I suggest that we want to get extra lime for big debates. I only half agree with the right hon. Member for Orkney and Shetland on that. At certain periods it very often becomes extremely difficult to get debates on subjects which the public and we want discussed owing to Finance Bill procedures and other matters. Personally, I would kill two-day debates stone dead. I should much prefer to see a larger series of one-day debates. What I dread coming out of all this is that we shall got a four-day debate on a subject which is completely dead from 6 o'clock in the evening on the third day.
As I see it, the whole problem, if we get extra time, is how we are going to stop the Government taking that time for themselves. There is nothing to stop the Government doing exactly what they like with the time once we have created it. If we could simplify our Finance Bill procedures and do something about our facilities and hon. Members' pay, if some small technical committees could be set up, if we could do something about making the House of Commons more alive, more speedy and more responsive to the wishes of hon. Members for debates on important issues, it would he a great step forward. I hope, therefore, that my hon. Friend will consider setting up a Select Committee as has been suggested.
§ 1.54 p.m.
§ Miss Jennie Lee (Cannock)
Not a single complacent speech has been made today, and I certainly am not going to make a complacent speech. I think we start by being in general agreement about caring profoundly for the House, for its traditions, for its place in the world, for what it has done and for what it will continue to do for the country in the 1776 future. But we are not only profoundly concerned. We have a good deal of cause to be alarmed, because the status of the House of Commons at the moment is dangerously low.
While I enjoyed the vivid speech of my hon. Friend the Member for Leeds, West (Mr. C. Pannell) when introducing the discussion and we are grateful to him; I agree with everything he said about the past glories of Parliament and about seeing that anything done in the past must be done better in the present and future—it does not remove the fact that, very largely, power has moved away from this Chamber. In our concern about that fact we must look carefully at the remedies suggested in case we adopt remedies aimed at reforming and reviving the House of Commons only to find that we have still further reduced its essential meaning in terms of the world in which we are living.
For instance, there seems to me to be a great deal of muddled thinking about whether we want to be representative Members of Parliament or amateur civil servants or technical experts. Let us make up our minds what we are, why we are here and what ought to be our relationship with the Civil Service and with technical experts. I consider that we are here as representative people, that we like to feel that the voices of town and country, rich and poor, industrial worker, agricultural worker and professional worker can all be heard here.
We on these benches try to make certain that the voice of the poor is heard much more than in the past and that the voice of the industrial and agricultural worker, and not only of the great landowners, is heard more. But we are all part of the community. It is not only right but essential that the arguments between employer and employee, between rich and poor, between the upholders of the values of the past and those who wish to see a better future should be staged here, because one vital question to be asked is, If we do not have a House of Commons in which to discuss our problems and seek to find solutions, what is the alternative? That is a question which I put to younger members of my own party. I have put it to the most eager and dedicated of our younger members because some of them are extraordinarily scathing about the House and 1777 consider that, historically, it is a kind of hang-over and that it no longer counts at all.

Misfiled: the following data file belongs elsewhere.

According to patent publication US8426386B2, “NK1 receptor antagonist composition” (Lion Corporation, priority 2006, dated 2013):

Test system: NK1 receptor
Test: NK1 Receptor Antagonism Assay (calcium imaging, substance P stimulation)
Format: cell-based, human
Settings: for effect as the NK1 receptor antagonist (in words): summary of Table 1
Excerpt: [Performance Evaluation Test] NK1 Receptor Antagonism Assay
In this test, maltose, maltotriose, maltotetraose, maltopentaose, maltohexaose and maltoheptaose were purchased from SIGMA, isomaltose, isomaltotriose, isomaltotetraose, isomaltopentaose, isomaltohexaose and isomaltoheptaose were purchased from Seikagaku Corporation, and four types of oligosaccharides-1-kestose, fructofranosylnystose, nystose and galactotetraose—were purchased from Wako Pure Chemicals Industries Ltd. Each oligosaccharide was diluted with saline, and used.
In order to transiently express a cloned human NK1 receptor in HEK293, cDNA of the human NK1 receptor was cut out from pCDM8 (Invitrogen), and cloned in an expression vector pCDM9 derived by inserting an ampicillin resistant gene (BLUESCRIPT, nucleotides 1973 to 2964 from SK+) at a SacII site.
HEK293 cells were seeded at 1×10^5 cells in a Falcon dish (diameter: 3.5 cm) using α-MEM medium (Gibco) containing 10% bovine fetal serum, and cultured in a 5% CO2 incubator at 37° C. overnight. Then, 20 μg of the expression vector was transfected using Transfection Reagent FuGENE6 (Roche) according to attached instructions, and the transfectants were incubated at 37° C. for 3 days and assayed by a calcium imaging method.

If we discard the House of Commons, what instrument shall we use? We have either to count heads or break heads. That is not an original quotation of my own. It is a benediction for all kinds of historical reasons. We have inherited an instrument which, if we choose, can be used for effective social change, but that cannot happen unless, first of all, we are quite clear what our function is and quite clear that we are sent here as representative people.
Because I feel that so strongly I am not at all enthusiastic about what is called the full-time professional Member of Parliament. I should like to have that term defined and to know precisely what it means. Does it mean that on entering the House of Commons no one in Government or Opposition, back bench or Front Bench, should have any ties with business or with the professions? We should look at this very carefully. Are we going to become a gathering of professionals in the sense that we have no immediate contact with the jobs in which we have earned our living by the special skills and special knowledge which we had before coming to the House of Commons?
We had better be very careful not to underestimate the importance of diversity in this House. Some hon. Members may do the best jobs in Committees upstairs whereas others may do them on the Floor of the House. Some may spend more time than others in their constituencies. But it is very important that we should keep diversity of background and diversity in the way in which we tackle our public responsibilities. There is a place for the young, the middle-aged and the elderly.